Cartoon: Matt Wuerker. ©2019 Used by permission.

Ever since the rise of the internet age, the newspaper industry has been writing its own obituary. I’ve often wondered whether the industry’s penchant for telling the story of its own demise hastened it. No matter. The demise is real, it’s happening and newspapers of all sizes all around the country are shuttering or in their death throes.

Pay attention to this, because it affects you.

Think not? Consider this. According to academic studies of communities that lost their local newspapers, government became more inefficient, civic engagement and voter turnout declined and — get this — the cost of municipal borrowing went up. Along with taxes.

That’s what happens when the press isn’t around to fulfill its role as government watchdog.

Nearly 1,800 local newspapers have closed in the last 15 years and many, many more are a shell of their former selves. The number of statehouse reporters — reporters assigned to report on the state capitol, focusing on the activities of state legislatures, governors and agencies — has declined steeply, with some states having no more than a couple reporters focused on state government.

If your local newspapers fold up, how will you know what’s going on in your neighborhood, your school district, your town or your county?

This would probably be a good time to say that I consider RiverheadLOCAL a newspaper — just without the paper. We deliver our product to you via a different medium — online, instead of in print. But our approach to reporting the news is a traditional newspaper’s approach. We don’t do sound-byte news, like television. And we don’t do what I think of as silly stuff — which may produce clicks, but really isn’t news at all.

Digital media is the means by which all news will be delivered, without exception, in short order. This is a big problem for “dead-tree” media and digital media alike. Online display advertising does not command the same prices as print. It can’t support a large staff. Like all digital startups, RiverheadLOCAL operates with an extremely small staff. Our ability to compete depends in large part on my ability to work crazy hours six or seven days a week.

If ad revenues can’t support traditionally staffed newsrooms and the success of digital local media like this one depends on the insanity and/or stamina of individual publishers, what does the future hold for local news — and local communities?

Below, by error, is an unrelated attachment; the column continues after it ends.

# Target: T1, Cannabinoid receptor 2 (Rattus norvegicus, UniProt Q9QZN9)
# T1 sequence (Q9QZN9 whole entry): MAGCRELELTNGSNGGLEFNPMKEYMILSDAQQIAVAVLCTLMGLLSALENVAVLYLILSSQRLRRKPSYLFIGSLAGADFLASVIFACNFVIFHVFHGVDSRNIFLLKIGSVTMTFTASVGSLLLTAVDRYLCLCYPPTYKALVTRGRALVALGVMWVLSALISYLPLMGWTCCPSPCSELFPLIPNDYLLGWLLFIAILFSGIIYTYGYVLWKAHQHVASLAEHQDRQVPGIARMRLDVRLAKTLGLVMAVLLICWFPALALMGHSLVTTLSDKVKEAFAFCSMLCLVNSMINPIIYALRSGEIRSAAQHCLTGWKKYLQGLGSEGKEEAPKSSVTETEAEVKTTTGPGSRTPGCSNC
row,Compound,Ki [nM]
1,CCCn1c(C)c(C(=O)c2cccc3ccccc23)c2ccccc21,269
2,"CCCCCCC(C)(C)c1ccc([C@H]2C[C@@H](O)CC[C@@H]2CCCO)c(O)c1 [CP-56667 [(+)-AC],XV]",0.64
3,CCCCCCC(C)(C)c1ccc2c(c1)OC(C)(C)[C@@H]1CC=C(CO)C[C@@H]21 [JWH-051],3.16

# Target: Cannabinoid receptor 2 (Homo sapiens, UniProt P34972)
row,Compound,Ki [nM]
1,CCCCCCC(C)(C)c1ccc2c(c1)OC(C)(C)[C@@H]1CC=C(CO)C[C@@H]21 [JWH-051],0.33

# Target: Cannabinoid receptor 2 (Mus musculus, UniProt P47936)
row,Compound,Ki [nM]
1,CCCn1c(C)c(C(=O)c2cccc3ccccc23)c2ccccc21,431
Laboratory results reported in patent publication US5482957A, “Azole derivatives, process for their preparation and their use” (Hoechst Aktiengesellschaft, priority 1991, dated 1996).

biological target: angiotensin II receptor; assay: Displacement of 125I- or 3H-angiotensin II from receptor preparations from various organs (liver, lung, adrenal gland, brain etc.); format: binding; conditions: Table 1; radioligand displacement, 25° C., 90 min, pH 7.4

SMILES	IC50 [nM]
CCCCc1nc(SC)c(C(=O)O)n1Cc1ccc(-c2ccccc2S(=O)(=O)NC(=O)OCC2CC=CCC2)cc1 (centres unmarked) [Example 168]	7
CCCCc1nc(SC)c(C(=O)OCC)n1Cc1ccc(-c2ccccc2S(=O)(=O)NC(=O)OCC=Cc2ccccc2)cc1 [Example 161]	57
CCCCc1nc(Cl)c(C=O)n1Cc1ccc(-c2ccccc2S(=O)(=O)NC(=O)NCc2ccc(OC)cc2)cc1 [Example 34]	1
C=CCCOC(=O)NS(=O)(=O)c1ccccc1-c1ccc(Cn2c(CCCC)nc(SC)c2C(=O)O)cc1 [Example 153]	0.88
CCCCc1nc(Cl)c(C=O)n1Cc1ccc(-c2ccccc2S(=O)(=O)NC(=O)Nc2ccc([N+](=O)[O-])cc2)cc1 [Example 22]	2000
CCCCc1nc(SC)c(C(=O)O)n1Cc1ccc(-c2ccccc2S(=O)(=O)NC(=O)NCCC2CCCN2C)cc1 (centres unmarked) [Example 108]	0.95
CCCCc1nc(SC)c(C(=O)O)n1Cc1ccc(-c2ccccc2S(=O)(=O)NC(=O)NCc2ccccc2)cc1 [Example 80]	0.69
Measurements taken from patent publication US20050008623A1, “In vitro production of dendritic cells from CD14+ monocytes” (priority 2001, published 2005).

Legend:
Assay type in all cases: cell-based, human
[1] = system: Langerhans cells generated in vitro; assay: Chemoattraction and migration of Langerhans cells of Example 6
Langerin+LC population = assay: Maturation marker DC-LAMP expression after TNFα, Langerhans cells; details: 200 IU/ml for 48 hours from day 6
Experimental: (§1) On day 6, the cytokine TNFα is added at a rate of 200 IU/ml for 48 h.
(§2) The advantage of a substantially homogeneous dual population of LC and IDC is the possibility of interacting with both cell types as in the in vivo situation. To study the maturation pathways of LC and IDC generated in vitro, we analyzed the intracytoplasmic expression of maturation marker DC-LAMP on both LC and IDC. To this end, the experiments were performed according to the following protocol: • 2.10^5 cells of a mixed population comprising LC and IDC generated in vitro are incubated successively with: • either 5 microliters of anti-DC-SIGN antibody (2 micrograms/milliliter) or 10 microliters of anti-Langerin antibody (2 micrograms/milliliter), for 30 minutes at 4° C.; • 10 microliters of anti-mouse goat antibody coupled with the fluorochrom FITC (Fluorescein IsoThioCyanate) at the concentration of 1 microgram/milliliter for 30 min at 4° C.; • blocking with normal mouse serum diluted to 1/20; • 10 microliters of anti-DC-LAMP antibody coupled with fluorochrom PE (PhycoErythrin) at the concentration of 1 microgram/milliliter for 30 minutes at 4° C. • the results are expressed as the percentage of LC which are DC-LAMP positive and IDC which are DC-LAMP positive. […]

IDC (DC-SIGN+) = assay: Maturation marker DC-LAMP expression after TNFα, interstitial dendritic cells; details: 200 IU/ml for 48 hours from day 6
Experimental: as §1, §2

I’m certainly no soothsayer, but it seems clear that some things must change.

For one, news consumers should expect to pay for quality local journalism. More local news outlets will be erecting — actually, reinstating — pay walls. If you value what they give you, you should be willing to pay a subscription fee to obtain it.

For another, local businesses, trade organizations and community groups must recognize that local news media are a part of the local business ecosystem that deserves support. We are so often asked to publicize local business ventures, events and tourism campaigns for free by people who then spend their ad dollars on non-local media and social media. We are local businesses too and we rely on the support of local businesses and residents to survive — just like other local businesses. And besides all that, our ads deliver. We serve them to an engaged local audience, an audience that cares about its community. And they know where to turn when they want reliable news and information about what’s going on.

And then there’s social media — and the cottage industry that’s arisen promising to help local businesses maximize social media. This could be a column all by itself.

If you control a marketing budget in our community, please remember: Google and Facebook are not going to send reporters to your press conference. They are not going to cover your local government or school board. They won’t be there to take pictures at your parades or graduation ceremonies or retirement parties or other events. They are not going to send anyone to profile a new business, or new CEO or new pastor. And they are not going to care about our community and its residents. At all. They just suck the money out of your ad budgets — and out of our community.

Support local news media.

It’s popular to trash “the media” these days. But ask yourself: Can you really trust politicians and governments to tell you the straight facts of what they’re up to and how it will impact your life, health and pocketbook? Can you trust Facebook posts for accurate information about what’s going on in your community (or in our county, state, or nation, for that matter)?

News media — especially newspapers — in communities around the country are struggling to survive. Whether they do or not is really up to us.

Support local news — RiverheadLOCAL, The Riverhead News-Review, The Suffolk Times, The Southampton Press, East End Beacon, Newsday. We’re here for you, day in and day out.

Journalism matters, folks. And it doesn’t come free.

‘Sunshine Week’ series :

Sunday: Why open government matters

Monday: How to improve transparency in public meetings

Tuesday: What’s the big secret? Public records, meet the 21st century

Wednesday: Transparency in government requires public notices that are easily accessible for all

Thursday: Reporting on crime in the dark — when police don’t provide basic information

Friday: Riverhead Town must do these things to ensure transparency and ethics in government

This story is free to read thanks in part to the generous support of readers like you. Keep local news free. Become a member today.

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Denise Civiletti
Denise is a veteran local reporter, editor, attorney and former Riverhead Town councilwoman. Her work has been recognized with numerous awards, including investigative reporting and writer of the year awards from the N.Y. Press Association. She is a founder, owner and co-publisher of this website.Email Denise.